65. David Bell told the Committee:

    'I think it remains to be seen in some ways whether the transfer of responsibilities to the DfES will bring about greater priority on prison education, but you are still going to be left, are you not, with the fundamental issue that the Home Office is the department of state responsible for prisons even if the DfES is responsible for the education provision. I think it is an open question, whether giving that to the department of state responsible for education would give greater priority to education. I do not know the answer but I think it is one well worth pursuing.'[43]

66. In theory, the DfES seems to be clear about its working relationship with the Home Office. Janice Shiner, Director of Lifelong Learning, DfES, said:

    'By working together, we need to be clear about the policy that we want to implement and then to use the levers that are available to us to make that happen.'[44]

67. In practice, however, there seems to be a lack of clarity about the overarching policy that is hindering the progress of the DfES in effecting real change in the provision of prison education.


68. We know that the success in the delivery of prison health care has come following a great deal of hard work to raise the priority it holds within the Department of Health. It is not clear that similar work is being done within the DfES. There is no clear champion for prison education. Michael Newell of the Prison Governor's Association identified the need for such a champion and said that progress in prison education had no 'energy' in it:

    'It is working exceptionally well with Primary Care Trusts and it is interesting how the energy for that has gone in, how the very simplistic approach of having a health needs analysis, a mental health needs analysis, looking at the standards, looking at what we do in the NHS and then moving to deliver those, has worked exceptionally well, and there is no energy in education.'[46]


69. As well as there being no clear champion for prison education within the DfES, there also seems to be a great deal of confusion over the role of the Offender Learning and Skills Unit (OLSU). The OLSU was established within the DfES in April 2001 to take responsibility for prison education. However, it is unclear what authority it has and what its relationship is to Ministers and to the Home Office. This has resulted in a confusion over its role within the prison sector as well. Professor David Wilson said:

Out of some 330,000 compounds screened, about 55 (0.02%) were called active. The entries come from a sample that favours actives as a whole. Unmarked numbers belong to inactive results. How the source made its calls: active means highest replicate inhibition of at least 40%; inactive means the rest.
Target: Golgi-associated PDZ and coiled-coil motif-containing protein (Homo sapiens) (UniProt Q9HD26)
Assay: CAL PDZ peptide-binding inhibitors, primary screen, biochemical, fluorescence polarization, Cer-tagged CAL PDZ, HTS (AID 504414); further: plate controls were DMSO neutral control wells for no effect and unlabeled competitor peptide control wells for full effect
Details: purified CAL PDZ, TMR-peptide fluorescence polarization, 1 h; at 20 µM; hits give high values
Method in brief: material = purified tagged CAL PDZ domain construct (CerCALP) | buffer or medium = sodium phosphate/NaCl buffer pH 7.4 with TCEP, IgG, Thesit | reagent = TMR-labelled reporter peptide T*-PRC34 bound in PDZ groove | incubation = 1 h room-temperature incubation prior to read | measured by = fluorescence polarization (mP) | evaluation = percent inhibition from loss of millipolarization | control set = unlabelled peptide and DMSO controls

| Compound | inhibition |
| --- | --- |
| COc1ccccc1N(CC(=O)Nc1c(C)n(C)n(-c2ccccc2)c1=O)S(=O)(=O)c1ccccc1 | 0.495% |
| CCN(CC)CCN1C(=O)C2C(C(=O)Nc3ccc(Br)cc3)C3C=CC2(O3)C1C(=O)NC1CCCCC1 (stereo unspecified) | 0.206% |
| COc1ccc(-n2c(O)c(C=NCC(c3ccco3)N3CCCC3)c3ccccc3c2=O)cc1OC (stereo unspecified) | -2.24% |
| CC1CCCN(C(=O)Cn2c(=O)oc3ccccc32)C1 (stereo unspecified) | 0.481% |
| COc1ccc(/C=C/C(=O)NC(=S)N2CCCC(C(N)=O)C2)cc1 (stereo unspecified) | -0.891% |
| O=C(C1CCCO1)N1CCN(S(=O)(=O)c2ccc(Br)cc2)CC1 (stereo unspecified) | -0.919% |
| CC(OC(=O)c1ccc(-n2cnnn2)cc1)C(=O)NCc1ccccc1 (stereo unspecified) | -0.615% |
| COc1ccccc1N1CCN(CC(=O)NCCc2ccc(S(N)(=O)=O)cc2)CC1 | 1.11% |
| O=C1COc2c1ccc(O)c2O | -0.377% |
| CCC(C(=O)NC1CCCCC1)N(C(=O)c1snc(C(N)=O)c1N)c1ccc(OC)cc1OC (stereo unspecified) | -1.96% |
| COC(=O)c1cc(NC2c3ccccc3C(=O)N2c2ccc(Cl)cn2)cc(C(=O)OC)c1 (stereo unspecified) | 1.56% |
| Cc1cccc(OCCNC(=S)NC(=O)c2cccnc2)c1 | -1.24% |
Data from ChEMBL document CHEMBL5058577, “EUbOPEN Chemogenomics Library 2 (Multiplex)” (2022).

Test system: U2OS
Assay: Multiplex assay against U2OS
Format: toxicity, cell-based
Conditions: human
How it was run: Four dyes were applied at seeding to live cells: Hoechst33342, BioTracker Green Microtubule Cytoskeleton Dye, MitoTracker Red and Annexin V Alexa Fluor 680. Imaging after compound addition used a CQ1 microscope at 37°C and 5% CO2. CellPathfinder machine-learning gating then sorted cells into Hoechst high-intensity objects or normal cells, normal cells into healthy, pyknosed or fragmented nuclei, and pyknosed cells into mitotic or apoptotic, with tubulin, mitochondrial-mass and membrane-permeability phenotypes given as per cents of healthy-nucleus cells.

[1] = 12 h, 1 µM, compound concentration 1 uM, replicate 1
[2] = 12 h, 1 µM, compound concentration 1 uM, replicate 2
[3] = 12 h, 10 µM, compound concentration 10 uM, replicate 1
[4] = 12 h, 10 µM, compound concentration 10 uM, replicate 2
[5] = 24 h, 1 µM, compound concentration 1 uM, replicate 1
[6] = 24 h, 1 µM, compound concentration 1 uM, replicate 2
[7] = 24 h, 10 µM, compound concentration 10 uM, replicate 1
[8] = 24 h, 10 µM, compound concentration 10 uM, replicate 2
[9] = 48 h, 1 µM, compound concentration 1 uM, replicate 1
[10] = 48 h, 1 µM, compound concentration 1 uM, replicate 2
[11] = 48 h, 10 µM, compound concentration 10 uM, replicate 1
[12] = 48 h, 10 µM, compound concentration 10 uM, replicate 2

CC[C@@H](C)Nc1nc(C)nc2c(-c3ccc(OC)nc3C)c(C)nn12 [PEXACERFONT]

'Are they inspectors? Do they inspect prisons? Do they lead prisons at the minute? What is the guidance that is going to come from OLSU? At the moment I can tell you from the various talk shops that the Forum has hosted..[48] that there is a great deal of confusion about what they have done, what they are doing, and that confusion seems to have been intensified as a result of National Offender Management Service.'

70. On paper, the Offender Learning and Skills Unit has a clearly outlined purpose and strategy. Their website states that 'OLSU works with its key partners to take forward the Government's Manifesto commitment to improve dramatically the quality and quantity of learning and skills in prison.' It claims:

    'Our vision is that offenders according to need should have access to education and training both in prisons and in the community, which enables them to gain the skills and qualifications they need to hold down a job and have a positive role in society, and that the content and quality of learning programmes in prisons, and the qualifications to which these lead, are the same as comparable provision in the community.'[49]

71. Despite their published 'vision', however, there is a notable lack of any overarching strategy for prison education to feed into, a lack of ownership and precedence given to the Offender Learning and Skills Unit within the DfES, and a failure to implement any step-change in progress. Their written strategy acknowledges the considerable need for improvements in prison education, but it appears to have made little difference in practice.

The need for the Government to change the public image of prison education